If you’re thinking about starting your own business, you’ll need to acquire an appropriate amount of capital. Whether it’s retail, manufacturing, business-to-business services (B2B), automotive, etc., all businesses require some initial capital to turn their vision into a reality. Without capital, you won’t be able to buy inventory, hire employees, or get your business up and running. While there are dozens of different financing options for small businesses, most fall under the category of debt capital or equity capital.
The most common type of financing for small businesses is debt capital. As the name suggests, this if a financing option in which an entrepreneur or business owner receives capital while taking on debt. A bank-issued business loan, for instance, is a form of debt capital. The business owner receives capital, but only under the conditions that he or she repay it, usually with interest.
The problem many small business owners face with debt capital, however, is the strict requirements for obtaining it. Banks and other financial institutions selectively choose to whom they give debt capital. They’ll look at your business’s history, credit report, income and expenses, and other factors to determine whether you’re a suitable candidate. If you don’t have a good credit score, you may have trouble getting approved for debt capital.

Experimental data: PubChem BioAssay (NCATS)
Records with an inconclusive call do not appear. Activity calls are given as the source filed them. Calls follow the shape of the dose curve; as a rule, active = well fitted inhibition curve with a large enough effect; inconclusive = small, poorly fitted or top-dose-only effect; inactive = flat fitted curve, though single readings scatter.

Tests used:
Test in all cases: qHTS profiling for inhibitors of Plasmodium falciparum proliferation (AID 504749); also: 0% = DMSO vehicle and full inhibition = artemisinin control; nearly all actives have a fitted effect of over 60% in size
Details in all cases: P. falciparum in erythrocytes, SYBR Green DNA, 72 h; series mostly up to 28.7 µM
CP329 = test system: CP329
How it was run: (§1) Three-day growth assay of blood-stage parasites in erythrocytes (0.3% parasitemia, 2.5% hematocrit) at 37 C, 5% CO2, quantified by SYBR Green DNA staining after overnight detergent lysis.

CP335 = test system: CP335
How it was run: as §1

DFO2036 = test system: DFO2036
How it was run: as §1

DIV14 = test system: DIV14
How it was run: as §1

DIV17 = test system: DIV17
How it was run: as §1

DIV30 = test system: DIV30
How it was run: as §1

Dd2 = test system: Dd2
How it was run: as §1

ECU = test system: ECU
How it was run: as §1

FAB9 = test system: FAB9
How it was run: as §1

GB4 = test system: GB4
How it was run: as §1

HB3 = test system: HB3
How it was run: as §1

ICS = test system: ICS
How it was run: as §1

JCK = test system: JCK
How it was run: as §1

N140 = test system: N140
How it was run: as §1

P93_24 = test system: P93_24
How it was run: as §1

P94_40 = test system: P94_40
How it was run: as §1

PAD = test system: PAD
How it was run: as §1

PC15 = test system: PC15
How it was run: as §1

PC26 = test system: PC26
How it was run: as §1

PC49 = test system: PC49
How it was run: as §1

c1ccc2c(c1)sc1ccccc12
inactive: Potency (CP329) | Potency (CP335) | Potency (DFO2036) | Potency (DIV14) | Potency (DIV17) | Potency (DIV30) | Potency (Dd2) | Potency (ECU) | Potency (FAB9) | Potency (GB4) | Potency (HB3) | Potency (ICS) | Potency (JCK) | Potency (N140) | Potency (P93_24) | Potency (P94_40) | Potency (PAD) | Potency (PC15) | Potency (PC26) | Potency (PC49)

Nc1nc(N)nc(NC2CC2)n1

Equity capital differs from debt in several ways, the most notable being that it doesn’t involve debt. Unlike debt capital, you don’t have to pay back capital gained through equity financing, making it an attractive choice for smaller startups without a proven track record.
So, what’s the catch with equity capital? The catch is that you must “give up” partial ownership in your business. The financing company gives you capital, while give you the financing company equity in your company. It’s a mutually beneficial form of financing: the business owner gets the cash he or she needs to run their business, while the financing company gets partial ownership in said business.
You can typically acquire equity capital more easily than debt capital, as financing companies look at your projected revenue and profit rather than historic data. With that said, some business owners aren’t willing to give up partial ownership in exchange for capital. If you’re struggling to choose between debt capital and equity capital, weigh the pros and cons of each to determine which financing options is right for you.
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